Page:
The $1000 model doesn't have enough RAM to qualify.
    Reply
  • sorten - Tuesday, August 13, 2019 - link

    You have to spend $1400 on the Dell before you get 8GB of RAM. Reply
  • jordanclock - Tuesday, August 13, 2019 - link

    Which is why the $1000 model doesn't have the badge on Dell's website.

    https://www.dell.com/en-us/shop/dell-laptops/new-x...

    The 8GB+ models all have the badge on their image.
    Reply
  • GreenReaper - Tuesday, August 13, 2019 - link

    So logically, the AMD version will be Minerva? https://en.wikipedia.org/wiki/Minerva Reply
  • Samus - Wednesday, August 14, 2019 - link

    As an IT director, I think this is a great idea as a baseline recommendation for a business-class laptop. Instead of telling people a bunch of shit they don't understand or writing out a list of specs, I can (mostly) safely say go buy one that complies with "Engineered for Mobile Performance"

    Mostly, because I find the requirement for a touch screen somewhat problematic. That requires a glossy screen, which a lot of people do not like depending on their working environment, and a feature, frankly, few people use in business. That's an unfortunate requirement and seems like a Microsoft push, not an Intel push.

    But perhaps there will be outliers that don't have touch screens...
    Reply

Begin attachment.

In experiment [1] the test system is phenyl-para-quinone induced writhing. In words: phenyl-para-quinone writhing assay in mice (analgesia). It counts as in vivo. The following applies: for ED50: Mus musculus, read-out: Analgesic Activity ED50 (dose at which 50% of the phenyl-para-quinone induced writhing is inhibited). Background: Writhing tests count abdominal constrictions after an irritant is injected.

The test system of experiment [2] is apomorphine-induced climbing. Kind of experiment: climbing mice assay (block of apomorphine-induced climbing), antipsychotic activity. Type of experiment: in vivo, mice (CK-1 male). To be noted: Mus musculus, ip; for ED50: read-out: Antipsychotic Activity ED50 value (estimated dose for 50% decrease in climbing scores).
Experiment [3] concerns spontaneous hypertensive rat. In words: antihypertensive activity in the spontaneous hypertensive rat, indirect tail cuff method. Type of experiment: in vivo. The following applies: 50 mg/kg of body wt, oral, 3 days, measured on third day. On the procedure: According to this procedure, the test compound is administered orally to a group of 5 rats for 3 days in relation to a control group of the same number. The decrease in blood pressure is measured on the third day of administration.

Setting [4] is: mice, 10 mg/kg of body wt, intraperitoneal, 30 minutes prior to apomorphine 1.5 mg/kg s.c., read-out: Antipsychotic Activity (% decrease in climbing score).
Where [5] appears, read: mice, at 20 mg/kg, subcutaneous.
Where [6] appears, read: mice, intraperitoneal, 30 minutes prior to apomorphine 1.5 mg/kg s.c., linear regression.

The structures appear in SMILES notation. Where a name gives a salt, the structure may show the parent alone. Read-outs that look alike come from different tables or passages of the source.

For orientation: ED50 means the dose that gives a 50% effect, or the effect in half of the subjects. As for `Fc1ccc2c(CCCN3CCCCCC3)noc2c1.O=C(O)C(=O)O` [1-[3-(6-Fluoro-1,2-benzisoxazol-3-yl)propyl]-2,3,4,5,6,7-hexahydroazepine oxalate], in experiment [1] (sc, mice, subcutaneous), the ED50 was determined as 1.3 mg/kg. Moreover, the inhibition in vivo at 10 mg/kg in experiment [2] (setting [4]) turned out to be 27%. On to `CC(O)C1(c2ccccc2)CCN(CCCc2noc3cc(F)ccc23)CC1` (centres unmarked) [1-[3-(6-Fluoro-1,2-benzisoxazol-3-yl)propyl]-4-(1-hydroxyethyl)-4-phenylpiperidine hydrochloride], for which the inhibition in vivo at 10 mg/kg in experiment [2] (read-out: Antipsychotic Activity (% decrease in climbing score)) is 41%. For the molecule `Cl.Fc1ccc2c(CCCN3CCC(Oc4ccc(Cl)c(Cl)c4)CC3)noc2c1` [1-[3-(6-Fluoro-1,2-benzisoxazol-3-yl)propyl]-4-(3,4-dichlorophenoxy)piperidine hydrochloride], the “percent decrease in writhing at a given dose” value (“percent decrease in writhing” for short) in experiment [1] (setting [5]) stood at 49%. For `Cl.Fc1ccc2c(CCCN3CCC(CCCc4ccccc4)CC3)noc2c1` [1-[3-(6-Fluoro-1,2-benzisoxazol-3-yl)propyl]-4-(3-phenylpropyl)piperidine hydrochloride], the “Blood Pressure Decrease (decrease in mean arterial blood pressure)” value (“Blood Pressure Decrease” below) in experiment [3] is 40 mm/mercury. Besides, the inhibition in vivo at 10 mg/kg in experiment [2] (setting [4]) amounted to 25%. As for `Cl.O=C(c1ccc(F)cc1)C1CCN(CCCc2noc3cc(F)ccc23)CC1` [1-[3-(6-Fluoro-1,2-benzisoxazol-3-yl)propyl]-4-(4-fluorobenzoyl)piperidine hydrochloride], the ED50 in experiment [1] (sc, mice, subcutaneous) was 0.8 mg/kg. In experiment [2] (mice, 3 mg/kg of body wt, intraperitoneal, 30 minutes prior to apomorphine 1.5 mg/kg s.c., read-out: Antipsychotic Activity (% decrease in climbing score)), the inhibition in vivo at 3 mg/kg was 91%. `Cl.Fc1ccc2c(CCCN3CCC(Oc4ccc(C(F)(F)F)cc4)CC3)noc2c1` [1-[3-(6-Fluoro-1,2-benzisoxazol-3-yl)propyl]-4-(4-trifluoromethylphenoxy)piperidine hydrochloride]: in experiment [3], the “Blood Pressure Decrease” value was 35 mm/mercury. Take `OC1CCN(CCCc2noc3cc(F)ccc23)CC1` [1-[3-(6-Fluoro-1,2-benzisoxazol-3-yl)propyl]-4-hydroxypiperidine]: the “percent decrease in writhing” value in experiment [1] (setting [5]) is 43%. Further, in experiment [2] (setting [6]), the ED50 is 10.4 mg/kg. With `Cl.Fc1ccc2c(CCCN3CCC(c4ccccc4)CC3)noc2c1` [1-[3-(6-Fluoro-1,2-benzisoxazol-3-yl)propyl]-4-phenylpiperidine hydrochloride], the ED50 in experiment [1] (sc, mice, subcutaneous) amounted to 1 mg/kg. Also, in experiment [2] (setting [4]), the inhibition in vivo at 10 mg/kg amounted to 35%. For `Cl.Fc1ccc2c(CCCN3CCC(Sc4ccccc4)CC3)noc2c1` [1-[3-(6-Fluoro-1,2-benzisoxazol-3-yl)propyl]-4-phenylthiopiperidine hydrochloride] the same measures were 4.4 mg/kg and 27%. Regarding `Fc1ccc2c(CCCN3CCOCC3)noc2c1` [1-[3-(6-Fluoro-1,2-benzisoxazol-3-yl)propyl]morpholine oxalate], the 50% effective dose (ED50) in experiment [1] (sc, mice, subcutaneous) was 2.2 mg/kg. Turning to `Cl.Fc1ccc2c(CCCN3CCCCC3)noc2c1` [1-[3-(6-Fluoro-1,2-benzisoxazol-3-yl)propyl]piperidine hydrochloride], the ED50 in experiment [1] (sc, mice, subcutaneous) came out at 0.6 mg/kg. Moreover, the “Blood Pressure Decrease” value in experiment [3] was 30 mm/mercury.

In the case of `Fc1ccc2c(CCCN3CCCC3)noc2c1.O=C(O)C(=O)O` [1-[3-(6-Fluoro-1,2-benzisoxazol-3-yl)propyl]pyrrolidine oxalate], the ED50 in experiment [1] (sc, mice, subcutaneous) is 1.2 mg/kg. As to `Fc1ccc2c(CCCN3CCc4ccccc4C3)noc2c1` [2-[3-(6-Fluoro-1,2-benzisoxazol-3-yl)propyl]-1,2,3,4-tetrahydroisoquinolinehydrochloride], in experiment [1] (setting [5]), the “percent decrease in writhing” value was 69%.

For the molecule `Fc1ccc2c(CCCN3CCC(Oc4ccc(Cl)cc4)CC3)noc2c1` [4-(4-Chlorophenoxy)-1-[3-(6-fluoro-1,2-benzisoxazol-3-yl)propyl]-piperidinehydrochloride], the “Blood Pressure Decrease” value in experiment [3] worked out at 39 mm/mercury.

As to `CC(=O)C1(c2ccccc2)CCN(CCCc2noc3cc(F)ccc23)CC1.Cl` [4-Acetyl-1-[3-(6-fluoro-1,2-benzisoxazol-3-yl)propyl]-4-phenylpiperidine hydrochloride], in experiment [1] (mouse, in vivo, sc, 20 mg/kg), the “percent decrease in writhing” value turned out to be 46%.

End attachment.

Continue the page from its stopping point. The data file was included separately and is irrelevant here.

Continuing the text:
• yankeeDDL - Wednesday, August 14, 2019 - link

    256GB ...
    In 2019, I don't get it. I really don't. What can you do with 256GB?
    At home I have a 32TB NAS for the files, so with 1TB on laptops/desktops it's OK.
    I have a work laptop, however, with 256GB and it is an absolute nightmare to manage the files. I have to swap USB sticks and rely on network storage to compensate. I find it ridiculous, really.
    Of 256GB, 50GB are used by Windows, 9GB by the various swap and paging files, 12GB by programs and 30GB by emails. So nearly 110GB are pretty much non-usable. So you're left with ~140GB for your files ...
    I have about 100GB of photos on my cell phone (which has 400GB storage, BTW).
    256GB should disappear, and the sooner, the better, but certainly it cannot be acceptable for a high-end mobile platform.
    Reply
  • evilpaul666 - Saturday, August 17, 2019 - link

    Are they going to include actual, effective coolers? Seems like something that would be great to have over 1mm less thickness. Reply